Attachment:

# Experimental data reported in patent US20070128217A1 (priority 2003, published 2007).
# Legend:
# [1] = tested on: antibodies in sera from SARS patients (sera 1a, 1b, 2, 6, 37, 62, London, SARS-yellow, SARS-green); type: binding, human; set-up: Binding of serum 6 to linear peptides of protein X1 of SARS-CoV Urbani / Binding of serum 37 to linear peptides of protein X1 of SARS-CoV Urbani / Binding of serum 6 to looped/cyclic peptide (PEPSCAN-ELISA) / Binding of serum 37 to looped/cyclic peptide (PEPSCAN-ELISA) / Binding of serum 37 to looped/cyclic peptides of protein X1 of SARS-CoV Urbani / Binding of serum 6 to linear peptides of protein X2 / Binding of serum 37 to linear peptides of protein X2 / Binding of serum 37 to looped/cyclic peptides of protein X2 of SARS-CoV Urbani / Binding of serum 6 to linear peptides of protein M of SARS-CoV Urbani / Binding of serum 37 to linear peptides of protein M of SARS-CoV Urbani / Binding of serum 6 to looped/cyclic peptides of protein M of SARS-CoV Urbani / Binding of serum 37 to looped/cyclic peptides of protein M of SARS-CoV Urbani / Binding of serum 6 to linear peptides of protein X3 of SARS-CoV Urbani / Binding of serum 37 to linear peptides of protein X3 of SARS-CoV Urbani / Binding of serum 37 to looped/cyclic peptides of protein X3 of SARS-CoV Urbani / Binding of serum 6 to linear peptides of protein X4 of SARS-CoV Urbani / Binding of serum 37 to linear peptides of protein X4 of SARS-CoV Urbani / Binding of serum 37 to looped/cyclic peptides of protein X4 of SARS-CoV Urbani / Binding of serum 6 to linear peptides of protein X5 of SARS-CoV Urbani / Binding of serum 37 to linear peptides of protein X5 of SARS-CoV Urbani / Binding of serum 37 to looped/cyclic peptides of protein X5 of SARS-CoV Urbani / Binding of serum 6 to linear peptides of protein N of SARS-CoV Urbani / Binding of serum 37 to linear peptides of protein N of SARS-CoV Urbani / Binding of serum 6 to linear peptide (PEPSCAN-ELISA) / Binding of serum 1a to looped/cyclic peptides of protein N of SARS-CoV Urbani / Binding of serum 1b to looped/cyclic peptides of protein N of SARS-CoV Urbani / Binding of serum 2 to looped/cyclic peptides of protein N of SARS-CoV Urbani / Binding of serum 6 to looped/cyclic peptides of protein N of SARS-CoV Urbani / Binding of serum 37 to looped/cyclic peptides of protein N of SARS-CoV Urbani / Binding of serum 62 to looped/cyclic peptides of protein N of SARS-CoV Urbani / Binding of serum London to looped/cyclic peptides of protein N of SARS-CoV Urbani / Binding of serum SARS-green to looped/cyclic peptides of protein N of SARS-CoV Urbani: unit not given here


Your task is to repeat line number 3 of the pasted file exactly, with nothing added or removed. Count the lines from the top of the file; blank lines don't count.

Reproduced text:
# [1] = tested on: antibodies in sera from SARS patients (sera 1a, 1b, 2, 6, 37, 62, London, SARS-yellow, SARS-green); type: binding, human; set-up: Binding of serum 6 to linear peptides of protein X1 of SARS-CoV Urbani / Binding of serum 37 to linear peptides of protein X1 of SARS-CoV Urbani / Binding of serum 6 to looped/cyclic peptide (PEPSCAN-ELISA) / Binding of serum 37 to looped/cyclic peptide (PEPSCAN-ELISA) / Binding of serum 37 to looped/cyclic peptides of protein X1 of SARS-CoV Urbani / Binding of serum 6 to linear peptides of protein X2 / Binding of serum 37 to linear peptides of protein X2 / Binding of serum 37 to looped/cyclic peptides of protein X2 of SARS-CoV Urbani / Binding of serum 6 to linear peptides of protein M of SARS-CoV Urbani / Binding of serum 37 to linear peptides of protein M of SARS-CoV Urbani / Binding of serum 6 to looped/cyclic peptides of protein M of SARS-CoV Urbani / Binding of serum 37 to looped/cyclic peptides of protein M of SARS-CoV Urbani / Binding of serum 6 to linear peptides of protein X3 of SARS-CoV Urbani / Binding of serum 37 to linear peptides of protein X3 of SARS-CoV Urbani / Binding of serum 37 to looped/cyclic peptides of protein X3 of SARS-CoV Urbani / Binding of serum 6 to linear peptides of protein X4 of SARS-CoV Urbani / Binding of serum 37 to linear peptides of protein X4 of SARS-CoV Urbani / Binding of serum 37 to looped/cyclic peptides of protein X4 of SARS-CoV Urbani / Binding of serum 6 to linear peptides of protein X5 of SARS-CoV Urbani / Binding of serum 37 to linear peptides of protein X5 of SARS-CoV Urbani / Binding of serum 37 to looped/cyclic peptides of protein X5 of SARS-CoV Urbani / Binding of serum 6 to linear peptides of protein N of SARS-CoV Urbani / Binding of serum 37 to linear peptides of protein N of SARS-CoV Urbani / Binding of serum 6 to linear peptide (PEPSCAN-ELISA) / Binding of serum 1a to looped/cyclic peptides of protein N of SARS-CoV Urbani / Binding of serum 1b to looped/cyclic peptides of protein N of SARS-CoV Urbani / Binding of serum 2 to looped/cyclic peptides of protein N of SARS-CoV Urbani / Binding of serum 6 to looped/cyclic peptides of protein N of SARS-CoV Urbani / Binding of serum 37 to looped/cyclic peptides of protein N of SARS-CoV Urbani / Binding of serum 62 to looped/cyclic peptides of protein N of SARS-CoV Urbani / Binding of serum London to looped/cyclic peptides of protein N of SARS-CoV Urbani / Binding of serum SARS-green to looped/cyclic peptides of protein N of SARS-CoV Urbani: unit not given here